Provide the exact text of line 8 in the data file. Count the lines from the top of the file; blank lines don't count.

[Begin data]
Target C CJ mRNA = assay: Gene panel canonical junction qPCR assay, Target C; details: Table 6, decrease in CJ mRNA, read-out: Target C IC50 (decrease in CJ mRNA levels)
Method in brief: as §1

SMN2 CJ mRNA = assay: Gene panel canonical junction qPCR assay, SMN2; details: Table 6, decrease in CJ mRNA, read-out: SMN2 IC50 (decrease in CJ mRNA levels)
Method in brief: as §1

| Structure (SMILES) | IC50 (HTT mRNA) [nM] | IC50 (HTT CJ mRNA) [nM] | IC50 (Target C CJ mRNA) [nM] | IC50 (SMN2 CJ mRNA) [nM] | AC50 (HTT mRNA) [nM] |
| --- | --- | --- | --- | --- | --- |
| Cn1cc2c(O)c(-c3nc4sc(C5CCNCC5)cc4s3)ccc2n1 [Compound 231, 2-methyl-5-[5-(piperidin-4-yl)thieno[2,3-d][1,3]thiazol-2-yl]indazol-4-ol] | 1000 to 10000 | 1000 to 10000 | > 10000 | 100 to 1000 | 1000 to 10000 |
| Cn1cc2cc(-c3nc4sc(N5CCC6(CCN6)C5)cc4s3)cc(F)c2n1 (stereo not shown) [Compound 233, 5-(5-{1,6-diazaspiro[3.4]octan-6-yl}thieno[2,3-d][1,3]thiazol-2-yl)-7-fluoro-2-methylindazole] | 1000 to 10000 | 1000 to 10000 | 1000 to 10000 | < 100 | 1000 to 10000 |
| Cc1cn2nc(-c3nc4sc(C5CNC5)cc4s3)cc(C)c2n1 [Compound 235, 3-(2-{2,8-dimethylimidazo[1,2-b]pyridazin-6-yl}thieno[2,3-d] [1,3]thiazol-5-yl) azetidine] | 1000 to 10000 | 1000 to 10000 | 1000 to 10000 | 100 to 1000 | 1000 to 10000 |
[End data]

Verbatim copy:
| Cn1cc2cc(-c3nc4sc(N5CCC6(CCN6)C5)cc4s3)cc(F)c2n1 (stereo not shown) [Compound 233, 5-(5-{1,6-diazaspiro[3.4]octan-6-yl}thieno[2,3-d][1,3]thiazol-2-yl)-7-fluoro-2-methylindazole] | 1000 to 10000 | 1000 to 10000 | 1000 to 10000 | < 100 | 1000 to 10000 |